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Something about dance
Svarajati and Varnam 
16th-Oct-2011 08:05 pm

Before Varna occupied the place, Svarajathi played the important role. Svarajatis are are of two kinds. One serving as a vocalise and the other used in dancing.

Vocal Svarajati had Pallavi, Anupallavi and or more charanams. Some of them do not have Anupallavi, as we find in the structure of a keertana with Samashti Charana. The theme of the song may be either devotional, heroic or amorous. Since a passage of jathis (rhythmic solfeg gio) was originally an inegral part, this composition tightly acquired the name 'svarajathi'. It contains swara (musical tone), jathi and padas (words). Some of svarajathis are available today do not contain jathis, but still retain the same name.

The second type of svarajathi was used in dancing, until Padavarna replaced it. It adheres to a great extent , to the lakshana of Prabandha consisting of Svara (musical note), Biruda (small word used for exclamation, such as 'O', 'Ha'), Pada (lyrics), Patha (rhythmic solfa syllable) and Tala (rhythmic structure). Only 'Tenaka' (words like 'Tana Tana') is missing. The structure of Svarajathi is almost akin to the Padavarna. Pallavi, Anupallavi, Muktayisvara (some call this 'Chittasvara'). Ettugada (also called 'Charanam') and ettugada svaras, with lyrics for all these. The only distinction between Svarajathi and Padavarna is that the former is interspersed with Jathis, which is absent in the latter.

'Varna' means 'color', some scholars relate the word to 'Varnana' (description). Description of Raga, prescribing its lakshana was done in earlier times, only through a geetam and hence it came to be called as "Lakshana geetam". Perhaps, due to its inadequate nature to portray all the possible and admirable combinations and colors of a raga, the Varna took its birth. Varna took shape to project all 'sancharas' of a raga, with various shades, in a more elaborate manner. The constituents prescribed for a Varna, namely, Arohi (ascending order of notes), Avarohi (descending order of notes), Sthayi )resting or elongation of the note) and Sanchari (movements of the note) are all found in musical portion of Varna.

Varna in general has five divisions:

Poorvaranga (first section)

1. Pallavi - the beginning section

2. Anupallavi - the section that follows the Pallavi

3. Muktayisvara - a set of svara phrases appended to the anupallavi

Uttaranga (latter section)

4. Ettugada or Ettugada pallavi - the short lyrical line, found after the muktayisvara, but rendered separately

5. Ettugadasvaras - few sets of svara passages that follow Ettugada pallavi. At the end if every cycle of ettugadasvaras, ettugada pallavi is rendered.

Pallavi has some statement in the nature of a prayer or request, while Anupallavi continues the statement by supposing the statement of the Pallavi and addresses the deity or the patron, as the case may be.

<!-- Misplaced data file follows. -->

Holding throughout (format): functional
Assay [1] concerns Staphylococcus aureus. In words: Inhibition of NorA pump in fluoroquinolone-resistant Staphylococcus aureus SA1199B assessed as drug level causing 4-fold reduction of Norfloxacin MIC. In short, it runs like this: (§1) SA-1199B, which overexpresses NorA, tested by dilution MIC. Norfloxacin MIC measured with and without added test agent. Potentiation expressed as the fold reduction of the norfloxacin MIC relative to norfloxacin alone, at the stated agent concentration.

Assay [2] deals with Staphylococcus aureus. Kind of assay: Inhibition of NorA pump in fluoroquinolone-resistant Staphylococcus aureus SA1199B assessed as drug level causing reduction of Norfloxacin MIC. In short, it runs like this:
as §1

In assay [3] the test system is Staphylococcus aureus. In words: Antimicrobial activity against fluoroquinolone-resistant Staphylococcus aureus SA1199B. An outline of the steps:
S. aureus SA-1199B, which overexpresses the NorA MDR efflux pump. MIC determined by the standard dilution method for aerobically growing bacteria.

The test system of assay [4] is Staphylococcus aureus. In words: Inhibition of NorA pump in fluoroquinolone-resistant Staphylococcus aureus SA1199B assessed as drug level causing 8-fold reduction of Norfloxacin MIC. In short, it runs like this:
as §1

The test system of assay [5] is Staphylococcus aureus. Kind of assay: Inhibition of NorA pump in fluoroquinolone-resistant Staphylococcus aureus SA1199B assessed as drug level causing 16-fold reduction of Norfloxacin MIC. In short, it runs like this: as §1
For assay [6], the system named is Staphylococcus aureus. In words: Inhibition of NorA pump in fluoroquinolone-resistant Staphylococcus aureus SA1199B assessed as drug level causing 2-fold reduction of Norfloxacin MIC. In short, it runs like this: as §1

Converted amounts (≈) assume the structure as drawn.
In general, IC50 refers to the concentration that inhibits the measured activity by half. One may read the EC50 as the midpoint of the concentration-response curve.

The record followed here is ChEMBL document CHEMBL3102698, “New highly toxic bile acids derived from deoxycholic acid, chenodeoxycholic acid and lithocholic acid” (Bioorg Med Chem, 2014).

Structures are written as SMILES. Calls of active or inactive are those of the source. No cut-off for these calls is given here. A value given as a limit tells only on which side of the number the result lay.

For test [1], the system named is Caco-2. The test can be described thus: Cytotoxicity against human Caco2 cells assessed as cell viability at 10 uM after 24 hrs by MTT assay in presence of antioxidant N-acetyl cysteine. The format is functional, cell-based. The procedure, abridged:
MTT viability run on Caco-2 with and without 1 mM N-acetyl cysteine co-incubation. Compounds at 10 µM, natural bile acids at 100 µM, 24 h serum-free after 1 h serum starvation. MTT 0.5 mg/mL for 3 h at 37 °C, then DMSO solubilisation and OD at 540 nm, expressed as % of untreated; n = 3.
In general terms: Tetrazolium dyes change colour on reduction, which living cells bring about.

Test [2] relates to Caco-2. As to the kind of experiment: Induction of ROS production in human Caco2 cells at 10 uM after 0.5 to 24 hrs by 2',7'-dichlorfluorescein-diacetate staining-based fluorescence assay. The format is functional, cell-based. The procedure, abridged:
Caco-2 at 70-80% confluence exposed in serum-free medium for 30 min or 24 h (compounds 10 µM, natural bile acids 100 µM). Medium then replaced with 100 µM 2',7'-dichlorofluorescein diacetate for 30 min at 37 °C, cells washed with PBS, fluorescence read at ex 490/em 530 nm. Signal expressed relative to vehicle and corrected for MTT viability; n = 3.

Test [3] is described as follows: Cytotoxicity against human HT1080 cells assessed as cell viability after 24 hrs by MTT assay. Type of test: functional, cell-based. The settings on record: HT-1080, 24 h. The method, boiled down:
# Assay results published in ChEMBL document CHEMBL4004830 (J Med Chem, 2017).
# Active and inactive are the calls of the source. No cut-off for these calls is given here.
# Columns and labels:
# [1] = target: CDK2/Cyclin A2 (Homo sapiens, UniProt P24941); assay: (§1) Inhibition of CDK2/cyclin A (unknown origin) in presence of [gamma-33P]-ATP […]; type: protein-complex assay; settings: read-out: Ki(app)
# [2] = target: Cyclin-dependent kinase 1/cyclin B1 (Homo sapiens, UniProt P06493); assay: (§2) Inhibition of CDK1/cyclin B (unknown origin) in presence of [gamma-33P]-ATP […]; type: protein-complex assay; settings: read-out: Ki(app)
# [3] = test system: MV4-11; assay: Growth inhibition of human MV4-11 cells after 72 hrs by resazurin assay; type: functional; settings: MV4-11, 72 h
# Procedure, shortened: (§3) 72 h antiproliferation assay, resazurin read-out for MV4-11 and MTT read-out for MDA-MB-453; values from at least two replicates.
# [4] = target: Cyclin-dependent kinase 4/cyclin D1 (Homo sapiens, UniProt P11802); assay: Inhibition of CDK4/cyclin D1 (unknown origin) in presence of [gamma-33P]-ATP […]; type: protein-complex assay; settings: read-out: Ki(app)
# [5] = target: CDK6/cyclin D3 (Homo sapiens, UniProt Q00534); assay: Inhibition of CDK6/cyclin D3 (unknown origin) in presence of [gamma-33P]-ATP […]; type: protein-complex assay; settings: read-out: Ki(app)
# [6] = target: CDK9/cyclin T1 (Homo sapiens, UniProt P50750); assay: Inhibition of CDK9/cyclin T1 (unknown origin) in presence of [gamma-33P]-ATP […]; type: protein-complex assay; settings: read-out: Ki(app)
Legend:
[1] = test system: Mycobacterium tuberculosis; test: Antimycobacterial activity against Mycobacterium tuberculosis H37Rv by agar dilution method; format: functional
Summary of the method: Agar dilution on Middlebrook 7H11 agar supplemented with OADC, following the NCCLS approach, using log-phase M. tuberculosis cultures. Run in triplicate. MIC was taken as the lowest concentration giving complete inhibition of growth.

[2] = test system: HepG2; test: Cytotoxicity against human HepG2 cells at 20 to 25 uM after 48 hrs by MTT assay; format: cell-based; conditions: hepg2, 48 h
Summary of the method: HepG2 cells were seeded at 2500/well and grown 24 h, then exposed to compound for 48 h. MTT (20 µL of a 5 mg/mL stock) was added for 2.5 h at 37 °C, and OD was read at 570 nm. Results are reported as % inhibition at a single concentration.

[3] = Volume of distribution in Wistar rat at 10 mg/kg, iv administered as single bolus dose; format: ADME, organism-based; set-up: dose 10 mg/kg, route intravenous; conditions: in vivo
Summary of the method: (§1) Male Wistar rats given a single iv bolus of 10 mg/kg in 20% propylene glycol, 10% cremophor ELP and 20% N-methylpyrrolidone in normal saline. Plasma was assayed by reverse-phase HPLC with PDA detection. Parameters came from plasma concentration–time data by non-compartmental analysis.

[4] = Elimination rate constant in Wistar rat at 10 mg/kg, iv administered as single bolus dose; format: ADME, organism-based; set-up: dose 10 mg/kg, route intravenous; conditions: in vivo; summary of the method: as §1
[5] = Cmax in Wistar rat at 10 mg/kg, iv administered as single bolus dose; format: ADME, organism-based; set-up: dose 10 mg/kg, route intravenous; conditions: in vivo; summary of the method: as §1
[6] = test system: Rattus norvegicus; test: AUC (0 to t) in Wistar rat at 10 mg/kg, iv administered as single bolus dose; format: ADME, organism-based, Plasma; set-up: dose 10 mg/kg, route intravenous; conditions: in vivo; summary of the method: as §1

Ettugada pallavi shortly indicated as "Ettugada" may be compared to the Charana of kriti or keertana. Sometimes it is mentioned as "Upapallavi" or Chitta pallavi. In Telugu and Kannada 'Ettigada' means 'commencement', 'position of attack'. King Shahji substituted the word "Charana" with "ettugada" in some of his compositions, that was later adopted by varna composers. The piece of lyric used in Ettugada is comparatively short and mostly, has incomplete meaning or may compliment to the statement found in the Pallavi and Anupallavi.

Muktayisvara is indicated as 'chittasvara' bu some. Chittasvaras with or without Sahityas are used n kriti to add color, serve as complemental, not compulsory part. They may composed by composer or added later on by other singers. In Varna Muktayisvara is a must. 'Muktayi' means 'finish', it is concluding portion of Poorvaranga. In Tanavarna Muktayisvara may hava sahitya or not.

The set if svara passages that follow the ettugada are called 'ettugada svaras' to differentiate them from the muktayisvara.

In initial stage of its birth, Varna had one more section called 'Anubandha' (appendix), rendered after all the ettugada svara passages (for ex, varnam Viriboni has this section).

The content of Varna may be found in the wordings and its underlying theme. It may possess aither devotion or love or in praise of a patron. The aim of the composer is to portray the raga in all its brilliant hues and shades.

Svara patterns used in tanavarna adhere to the 'Tanam' type and hence it gained that name. It enables a practitioner to make his voice cultured to execute any type of Gamaka, at any desired speed.

Padavarna is used only for dancing purpose. It is always rendered in a slow tempo and hence is called 'Chaukavarna' (slow varna). This is replica of tanavarnam in form, but every svara passage has its iwn sahitya. Sometimes padavarna may contain jatis, then it's called 'padajati varna' which is nothing but svarajati. Padavarnas never admit excessive gamakas, nor loaded with sangatis (embellishments).

Since the padavarna is a product of feudal times, its theme is based on Bhakti and Sringara, as found in Padams. The methods to approach God are many, Madhura bhava or Bhakti Sringara is one of them. Vipralamba Sringara (opposite to Sambhoga Sringara) arises pangs of separation and innumerable feelings and emotions, expressed in poetry. That's why this type of Sringara is more employed as theme of padavarnas.

Reference

"Varna Swarajati" by B.M.Sundaram, Saraswathi Mahal Library, Tanjavoor

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